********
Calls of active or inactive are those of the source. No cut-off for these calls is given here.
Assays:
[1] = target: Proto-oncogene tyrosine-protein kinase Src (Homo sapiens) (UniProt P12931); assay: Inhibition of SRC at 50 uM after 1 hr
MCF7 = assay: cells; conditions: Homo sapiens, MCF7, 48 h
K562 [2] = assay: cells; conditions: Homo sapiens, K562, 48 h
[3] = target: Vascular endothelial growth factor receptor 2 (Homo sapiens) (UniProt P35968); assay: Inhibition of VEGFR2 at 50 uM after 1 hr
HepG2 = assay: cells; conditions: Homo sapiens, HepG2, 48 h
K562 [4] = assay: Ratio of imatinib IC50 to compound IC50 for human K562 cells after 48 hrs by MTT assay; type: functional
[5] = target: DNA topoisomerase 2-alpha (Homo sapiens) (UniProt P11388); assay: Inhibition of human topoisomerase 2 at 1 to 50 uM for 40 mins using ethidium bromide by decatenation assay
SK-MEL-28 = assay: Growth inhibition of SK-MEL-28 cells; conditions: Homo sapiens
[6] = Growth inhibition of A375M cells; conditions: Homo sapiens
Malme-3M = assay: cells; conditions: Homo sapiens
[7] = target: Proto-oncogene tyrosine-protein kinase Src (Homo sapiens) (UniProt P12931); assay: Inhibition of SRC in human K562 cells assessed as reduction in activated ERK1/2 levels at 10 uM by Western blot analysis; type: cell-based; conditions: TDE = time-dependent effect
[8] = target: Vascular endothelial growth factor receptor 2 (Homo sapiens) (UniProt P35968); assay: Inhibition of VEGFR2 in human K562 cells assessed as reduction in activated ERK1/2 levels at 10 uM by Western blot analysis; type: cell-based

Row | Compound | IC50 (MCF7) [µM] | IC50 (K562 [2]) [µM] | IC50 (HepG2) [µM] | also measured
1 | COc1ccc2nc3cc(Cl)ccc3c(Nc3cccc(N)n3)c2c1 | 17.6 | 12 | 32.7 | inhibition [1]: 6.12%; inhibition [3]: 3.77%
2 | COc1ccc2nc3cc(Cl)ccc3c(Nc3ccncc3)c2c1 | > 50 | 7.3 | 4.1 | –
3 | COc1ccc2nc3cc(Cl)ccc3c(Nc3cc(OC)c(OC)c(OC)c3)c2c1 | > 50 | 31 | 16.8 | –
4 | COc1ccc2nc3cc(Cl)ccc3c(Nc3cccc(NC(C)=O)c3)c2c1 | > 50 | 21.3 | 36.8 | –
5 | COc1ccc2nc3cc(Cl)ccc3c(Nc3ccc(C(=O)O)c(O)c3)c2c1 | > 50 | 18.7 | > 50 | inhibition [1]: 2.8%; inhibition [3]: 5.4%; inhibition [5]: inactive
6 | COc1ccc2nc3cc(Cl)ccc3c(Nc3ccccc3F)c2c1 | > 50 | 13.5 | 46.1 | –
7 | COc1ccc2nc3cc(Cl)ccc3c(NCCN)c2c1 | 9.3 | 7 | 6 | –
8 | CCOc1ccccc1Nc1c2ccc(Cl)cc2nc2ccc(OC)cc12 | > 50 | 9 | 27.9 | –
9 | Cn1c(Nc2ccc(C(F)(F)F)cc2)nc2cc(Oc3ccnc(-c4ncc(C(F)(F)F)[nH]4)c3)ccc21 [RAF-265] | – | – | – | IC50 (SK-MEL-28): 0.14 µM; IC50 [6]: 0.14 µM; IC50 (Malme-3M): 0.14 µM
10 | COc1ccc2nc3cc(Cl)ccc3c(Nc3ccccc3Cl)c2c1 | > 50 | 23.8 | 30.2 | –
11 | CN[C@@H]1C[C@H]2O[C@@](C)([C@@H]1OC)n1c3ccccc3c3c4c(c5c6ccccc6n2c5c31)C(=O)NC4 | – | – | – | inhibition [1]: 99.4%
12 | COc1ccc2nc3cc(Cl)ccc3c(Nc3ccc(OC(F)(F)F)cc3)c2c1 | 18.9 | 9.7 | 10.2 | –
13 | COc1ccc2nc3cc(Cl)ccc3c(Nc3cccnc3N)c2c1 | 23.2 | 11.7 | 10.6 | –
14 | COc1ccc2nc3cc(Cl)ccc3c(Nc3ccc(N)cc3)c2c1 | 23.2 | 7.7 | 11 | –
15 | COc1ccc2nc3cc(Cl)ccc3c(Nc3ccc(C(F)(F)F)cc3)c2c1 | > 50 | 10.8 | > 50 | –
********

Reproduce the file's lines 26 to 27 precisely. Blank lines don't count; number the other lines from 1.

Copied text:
11 | CN[C@@H]1C[C@H]2O[C@@](C)([C@@H]1OC)n1c3ccccc3c3c4c(c5c6ccccc6n2c5c31)C(=O)NC4 | – | – | – | inhibition [1]: 99.4%
12 | COc1ccc2nc3cc(Cl)ccc3c(Nc3ccc(OC(F)(F)F)cc3)c2c1 | 18.9 | 9.7 | 10.2 | –